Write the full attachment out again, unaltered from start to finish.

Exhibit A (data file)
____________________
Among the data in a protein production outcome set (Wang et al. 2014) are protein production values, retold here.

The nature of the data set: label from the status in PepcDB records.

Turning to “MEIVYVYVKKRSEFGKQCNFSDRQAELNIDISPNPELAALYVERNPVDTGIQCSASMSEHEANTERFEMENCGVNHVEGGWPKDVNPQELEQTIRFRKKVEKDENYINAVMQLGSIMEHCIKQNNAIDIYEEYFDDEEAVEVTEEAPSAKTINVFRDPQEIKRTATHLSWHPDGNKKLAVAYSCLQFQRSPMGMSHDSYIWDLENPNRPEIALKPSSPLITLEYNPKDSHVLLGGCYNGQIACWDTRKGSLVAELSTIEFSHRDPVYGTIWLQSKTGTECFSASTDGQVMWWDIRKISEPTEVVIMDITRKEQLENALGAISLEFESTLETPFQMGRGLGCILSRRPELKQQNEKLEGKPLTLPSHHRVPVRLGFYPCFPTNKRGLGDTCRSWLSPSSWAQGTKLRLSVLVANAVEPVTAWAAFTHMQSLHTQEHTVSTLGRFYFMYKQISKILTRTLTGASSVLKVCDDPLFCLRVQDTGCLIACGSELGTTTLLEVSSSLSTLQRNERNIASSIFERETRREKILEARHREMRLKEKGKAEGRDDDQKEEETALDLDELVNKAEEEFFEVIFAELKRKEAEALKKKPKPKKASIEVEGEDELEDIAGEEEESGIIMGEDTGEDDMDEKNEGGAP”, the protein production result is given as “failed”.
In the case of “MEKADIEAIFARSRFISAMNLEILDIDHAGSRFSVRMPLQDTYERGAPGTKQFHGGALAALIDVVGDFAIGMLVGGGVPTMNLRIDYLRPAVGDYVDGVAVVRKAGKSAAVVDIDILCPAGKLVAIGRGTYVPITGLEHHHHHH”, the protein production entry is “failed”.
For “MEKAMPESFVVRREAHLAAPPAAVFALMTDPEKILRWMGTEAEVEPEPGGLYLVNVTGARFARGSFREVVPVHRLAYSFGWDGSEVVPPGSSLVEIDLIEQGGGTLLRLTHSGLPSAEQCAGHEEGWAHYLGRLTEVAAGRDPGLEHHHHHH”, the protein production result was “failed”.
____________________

Among the data in a protein production outcome set (Wang et al. 2014) are protein production values, retold here.

The nature of the data set: label from the status in PepcDB records.

Turning to “MEIVYVYVKKRSEFGKQCNFSDRQAELNIDISPNPELAALYVERNPVDTGIQCSASMSEHEANTERFEMENCGVNHVEGGWPKDVNPQELEQTIRFRKKVEKDENYINAVMQLGSIMEHCIKQNNAIDIYEEYFDDEEAVEVTEEAPSAKTINVFRDPQEIKRTATHLSWHPDGNKKLAVAYSCLQFQRSPMGMSHDSYIWDLENPNRPEIALKPSSPLITLEYNPKDSHVLLGGCYNGQIACWDTRKGSLVAELSTIEFSHRDPVYGTIWLQSKTGTECFSASTDGQVMWWDIRKISEPTEVVIMDITRKEQLENALGAISLEFESTLETPFQMGRGLGCILSRRPELKQQNEKLEGKPLTLPSHHRVPVRLGFYPCFPTNKRGLGDTCRSWLSPSSWAQGTKLRLSVLVANAVEPVTAWAAFTHMQSLHTQEHTVSTLGRFYFMYKQISKILTRTLTGASSVLKVCDDPLFCLRVQDTGCLIACGSELGTTTLLEVSSSLSTLQRNERNIASSIFERETRREKILEARHREMRLKEKGKAEGRDDDQKEEETALDLDELVNKAEEEFFEVIFAELKRKEAEALKKKPKPKKASIEVEGEDELEDIAGEEEESGIIMGEDTGEDDMDEKNEGGAP”, the protein production result is given as “failed”.
In the case of “MEKADIEAIFARSRFISAMNLEILDIDHAGSRFSVRMPLQDTYERGAPGTKQFHGGALAALIDVVGDFAIGMLVGGGVPTMNLRIDYLRPAVGDYVDGVAVVRKAGKSAAVVDIDILCPAGKLVAIGRGTYVPITGLEHHHHHH”, the protein production entry is “failed”.
For “MEKAMPESFVVRREAHLAAPPAAVFALMTDPEKILRWMGTEAEVEPEPGGLYLVNVTGARFARGSFREVVPVHRLAYSFGWDGSEVVPPGSSLVEIDLIEQGGGTLLRLTHSGLPSAEQCAGHEEGWAHYLGRLTEVAAGRDPGLEHHHHHH”, the protein production result was “failed”.